Open Up

TMC Digging A Deeper Well

It is easy.  And understandable.  And dangerous.

It is easy, understandable, and dangerous for you as a church board to narrow the aperture of your vision, so that you only see:

      1. Budgets
      2. Buildings
      3. Complaints
      4. Staff problems
      5. Staff vacancies

Of course, congregations consist of so much more than budgets, buildings, complaints, staff problems, staff vacancies. But it takes disciplined, motivated work to open up and see beyond those issues—to see a faith community in all its need, challenge, joy, wonder, and value.

For instance, beyond our plans and intentions, more people than we know might experience the church as a place of respite.  Hopefully, a place of safety.  Often, a place of rest and restoration.  But how do we notice that?  How do we find a place for it on our board meeting agenda?

Bible verses have a way of sounding innocuous, when really, they carry deep knowledge of human life and expansive hope and trust in the power of God.  Notice the words “anything” and “everything” in Philippians 4:6-7.

Do not worry about anything, but in everything by prayer and supplication with thanksgiving let your requests be made known to God. And the peace of God, which surpasses all understanding, will guard your hearts and your minds in Christ Jesus.

“Do not worry about anything.”  There is a lot of peril in that anything, for life is hard and fragile and there is plenty that provokes anxiety in our souls.

“But in everything.”  We are told to give everything to God.  But to give everything to God, we have to see as much of the everything as we can.  The good, the bad, the ugly, the threatening, the places of peace, and so much more.  We need – and your church board needs – a wide and focused aperture to see it all, to pray for it all, to respond to it all, and to trust God with… everything.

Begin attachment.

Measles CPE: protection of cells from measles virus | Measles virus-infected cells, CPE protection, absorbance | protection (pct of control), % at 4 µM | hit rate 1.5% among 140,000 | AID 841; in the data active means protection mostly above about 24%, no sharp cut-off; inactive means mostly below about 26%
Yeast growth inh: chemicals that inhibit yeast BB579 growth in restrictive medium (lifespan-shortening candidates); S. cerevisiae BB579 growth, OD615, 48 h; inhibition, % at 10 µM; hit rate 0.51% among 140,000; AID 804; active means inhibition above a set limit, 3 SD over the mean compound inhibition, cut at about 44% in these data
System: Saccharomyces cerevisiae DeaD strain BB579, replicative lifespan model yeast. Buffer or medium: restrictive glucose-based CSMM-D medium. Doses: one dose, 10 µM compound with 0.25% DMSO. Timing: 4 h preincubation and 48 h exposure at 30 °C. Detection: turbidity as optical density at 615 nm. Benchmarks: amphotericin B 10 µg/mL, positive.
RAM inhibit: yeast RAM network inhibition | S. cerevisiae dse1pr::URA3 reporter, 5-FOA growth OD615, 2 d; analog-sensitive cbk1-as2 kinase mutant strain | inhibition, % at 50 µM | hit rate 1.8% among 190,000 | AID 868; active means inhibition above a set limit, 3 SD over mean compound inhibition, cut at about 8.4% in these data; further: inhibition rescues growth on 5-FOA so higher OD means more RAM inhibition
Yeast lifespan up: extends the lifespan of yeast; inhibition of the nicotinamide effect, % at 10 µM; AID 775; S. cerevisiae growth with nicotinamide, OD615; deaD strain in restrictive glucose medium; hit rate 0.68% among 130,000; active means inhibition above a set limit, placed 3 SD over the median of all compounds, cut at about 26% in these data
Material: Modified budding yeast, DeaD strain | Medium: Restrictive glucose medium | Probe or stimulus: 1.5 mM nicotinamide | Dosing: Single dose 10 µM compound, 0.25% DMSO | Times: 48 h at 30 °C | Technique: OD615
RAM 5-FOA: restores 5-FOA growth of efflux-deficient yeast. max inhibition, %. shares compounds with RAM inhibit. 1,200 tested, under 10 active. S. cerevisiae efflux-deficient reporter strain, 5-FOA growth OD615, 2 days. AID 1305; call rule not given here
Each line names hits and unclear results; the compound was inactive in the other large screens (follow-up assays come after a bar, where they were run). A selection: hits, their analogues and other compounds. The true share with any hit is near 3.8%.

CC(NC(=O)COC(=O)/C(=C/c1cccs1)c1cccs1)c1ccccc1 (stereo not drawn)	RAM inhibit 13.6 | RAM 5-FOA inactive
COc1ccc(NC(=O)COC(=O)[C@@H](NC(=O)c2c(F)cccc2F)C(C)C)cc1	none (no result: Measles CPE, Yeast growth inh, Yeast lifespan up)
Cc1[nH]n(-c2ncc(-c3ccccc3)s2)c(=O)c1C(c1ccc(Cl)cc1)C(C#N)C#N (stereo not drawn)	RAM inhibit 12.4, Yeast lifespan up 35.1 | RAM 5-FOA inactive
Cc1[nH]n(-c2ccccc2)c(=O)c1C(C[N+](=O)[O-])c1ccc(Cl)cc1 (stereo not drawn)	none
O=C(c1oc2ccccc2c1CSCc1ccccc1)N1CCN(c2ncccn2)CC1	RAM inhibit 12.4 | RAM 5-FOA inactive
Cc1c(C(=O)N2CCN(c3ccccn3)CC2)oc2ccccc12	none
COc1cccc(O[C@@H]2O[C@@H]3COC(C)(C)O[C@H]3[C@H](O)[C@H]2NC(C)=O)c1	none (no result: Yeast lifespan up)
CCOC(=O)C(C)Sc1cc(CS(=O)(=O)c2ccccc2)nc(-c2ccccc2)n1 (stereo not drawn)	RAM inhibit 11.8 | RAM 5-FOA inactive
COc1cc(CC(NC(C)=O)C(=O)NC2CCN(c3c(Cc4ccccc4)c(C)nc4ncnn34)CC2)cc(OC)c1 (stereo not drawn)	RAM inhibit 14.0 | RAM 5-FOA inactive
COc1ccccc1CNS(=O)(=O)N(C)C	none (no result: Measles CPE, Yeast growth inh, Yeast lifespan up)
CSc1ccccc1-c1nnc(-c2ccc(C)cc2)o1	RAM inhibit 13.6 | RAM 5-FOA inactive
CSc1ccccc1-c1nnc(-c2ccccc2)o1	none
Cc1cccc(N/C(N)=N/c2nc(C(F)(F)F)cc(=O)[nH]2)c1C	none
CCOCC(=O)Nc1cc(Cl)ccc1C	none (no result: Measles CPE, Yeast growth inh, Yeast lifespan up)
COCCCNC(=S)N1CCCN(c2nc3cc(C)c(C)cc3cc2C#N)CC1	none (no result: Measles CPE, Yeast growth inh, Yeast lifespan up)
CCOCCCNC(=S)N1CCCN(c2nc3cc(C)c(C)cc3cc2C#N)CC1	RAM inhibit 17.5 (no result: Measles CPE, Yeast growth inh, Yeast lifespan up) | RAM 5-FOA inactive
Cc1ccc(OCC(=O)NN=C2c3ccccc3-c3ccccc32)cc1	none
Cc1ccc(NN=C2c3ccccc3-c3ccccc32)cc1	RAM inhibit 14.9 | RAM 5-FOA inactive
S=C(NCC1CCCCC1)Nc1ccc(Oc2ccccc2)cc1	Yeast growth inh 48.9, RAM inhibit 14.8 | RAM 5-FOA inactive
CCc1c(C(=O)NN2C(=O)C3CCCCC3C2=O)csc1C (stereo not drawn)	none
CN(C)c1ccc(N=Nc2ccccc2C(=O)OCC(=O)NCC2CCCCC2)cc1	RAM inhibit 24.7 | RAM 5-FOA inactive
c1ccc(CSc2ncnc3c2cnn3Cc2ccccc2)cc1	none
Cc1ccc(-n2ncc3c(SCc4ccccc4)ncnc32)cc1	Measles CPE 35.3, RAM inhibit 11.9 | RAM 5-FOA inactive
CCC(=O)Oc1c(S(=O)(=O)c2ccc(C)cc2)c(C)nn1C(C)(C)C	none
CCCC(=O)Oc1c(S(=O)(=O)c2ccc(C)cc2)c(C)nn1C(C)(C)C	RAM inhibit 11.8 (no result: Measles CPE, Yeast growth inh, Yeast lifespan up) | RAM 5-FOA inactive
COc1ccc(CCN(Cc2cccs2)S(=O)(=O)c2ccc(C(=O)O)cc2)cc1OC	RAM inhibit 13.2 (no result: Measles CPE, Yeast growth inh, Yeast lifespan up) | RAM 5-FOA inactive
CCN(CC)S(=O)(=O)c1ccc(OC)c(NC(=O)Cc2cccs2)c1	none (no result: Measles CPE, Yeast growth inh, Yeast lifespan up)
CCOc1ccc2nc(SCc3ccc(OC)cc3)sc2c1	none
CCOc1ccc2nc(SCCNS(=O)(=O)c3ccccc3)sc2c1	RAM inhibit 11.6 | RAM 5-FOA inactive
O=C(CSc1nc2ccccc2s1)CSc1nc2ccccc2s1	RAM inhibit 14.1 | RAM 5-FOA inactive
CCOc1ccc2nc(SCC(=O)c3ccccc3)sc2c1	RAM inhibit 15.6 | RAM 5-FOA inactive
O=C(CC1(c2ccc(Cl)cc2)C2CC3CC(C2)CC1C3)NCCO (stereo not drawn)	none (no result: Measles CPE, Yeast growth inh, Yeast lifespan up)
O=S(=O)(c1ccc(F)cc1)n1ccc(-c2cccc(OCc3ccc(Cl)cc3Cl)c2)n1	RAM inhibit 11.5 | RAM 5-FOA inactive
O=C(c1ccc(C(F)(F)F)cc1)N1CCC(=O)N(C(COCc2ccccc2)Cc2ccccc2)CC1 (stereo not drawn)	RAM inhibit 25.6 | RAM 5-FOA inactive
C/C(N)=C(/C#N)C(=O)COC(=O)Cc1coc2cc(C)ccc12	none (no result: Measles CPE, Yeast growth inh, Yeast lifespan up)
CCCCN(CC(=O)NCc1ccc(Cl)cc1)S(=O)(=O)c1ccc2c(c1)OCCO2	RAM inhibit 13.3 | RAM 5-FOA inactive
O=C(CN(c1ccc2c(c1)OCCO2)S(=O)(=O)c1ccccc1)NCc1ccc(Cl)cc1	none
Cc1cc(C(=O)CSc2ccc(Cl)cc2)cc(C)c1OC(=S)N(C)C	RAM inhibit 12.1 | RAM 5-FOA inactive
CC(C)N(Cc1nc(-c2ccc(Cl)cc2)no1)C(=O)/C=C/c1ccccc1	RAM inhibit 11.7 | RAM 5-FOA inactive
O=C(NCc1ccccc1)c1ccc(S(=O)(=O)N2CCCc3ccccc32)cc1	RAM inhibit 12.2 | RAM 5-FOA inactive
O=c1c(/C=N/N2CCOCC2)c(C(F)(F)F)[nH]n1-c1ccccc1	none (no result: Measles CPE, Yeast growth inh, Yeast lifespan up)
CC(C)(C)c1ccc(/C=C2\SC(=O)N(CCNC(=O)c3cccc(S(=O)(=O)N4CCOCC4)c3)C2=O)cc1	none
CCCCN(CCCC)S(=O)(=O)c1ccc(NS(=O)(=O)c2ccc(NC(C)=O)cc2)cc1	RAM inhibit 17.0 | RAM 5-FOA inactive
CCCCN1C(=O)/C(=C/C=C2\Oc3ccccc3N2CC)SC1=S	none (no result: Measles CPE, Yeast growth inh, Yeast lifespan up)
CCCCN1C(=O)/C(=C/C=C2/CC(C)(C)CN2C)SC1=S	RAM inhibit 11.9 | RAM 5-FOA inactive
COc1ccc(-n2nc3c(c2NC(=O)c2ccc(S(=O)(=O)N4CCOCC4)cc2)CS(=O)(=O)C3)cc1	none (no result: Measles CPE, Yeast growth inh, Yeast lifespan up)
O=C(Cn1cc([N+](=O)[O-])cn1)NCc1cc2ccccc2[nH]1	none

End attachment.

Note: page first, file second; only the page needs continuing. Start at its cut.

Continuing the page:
In the following poem, New York-based writer Asiya Wadud opens up all her senses on a tour of the local library.  Notice how she sees so much more than just books on shelves – and how that connects her to the drama of human life and need.


this is a library

 by Asiya Wadud


this is a library

these are books

this is men with nowhere to go

this is the Chelsea Hotel

these are pee boots

this is a keen stench

these are letters

this is the mystery collection


and this is a library

this is a respite

this is a heads down hotel

this is a man doing his job

tap tap on the shoulder

this is no motel


this is a toilet flushing loudly

this is a potent stench

this is the greasiest hair

these are bent backs

this is everyone there everyone

alone this is old men no sons


this is some love then none

this is hot hope done gone

this is a hot weather respite

this is a winter shelter

these are books


this is Gwendolyn Brooks

these are the weathered books

these are the weathered men

this is a lit lantern an ancient

hope a queuing disaster

this is a library


rainy day and wet dog men

5 PM lights out

the men return tomorrow

no doubt

no doubt


What details stand out to you in Waddud’s tour of the library?


Where does she take us in the end? How does she get there?


If you were to open all your senses on a tour of your church, what would you notice?  What are the expected and unexpected features?  What are the smells? What story of human life and need would you tell?  What is not in doubt?


Thinking of the Philippians passage, what are the hardest parts of life not to worry about – as individuals, and as a church board?


How does your church board agenda reflect the everything we are to give to God?

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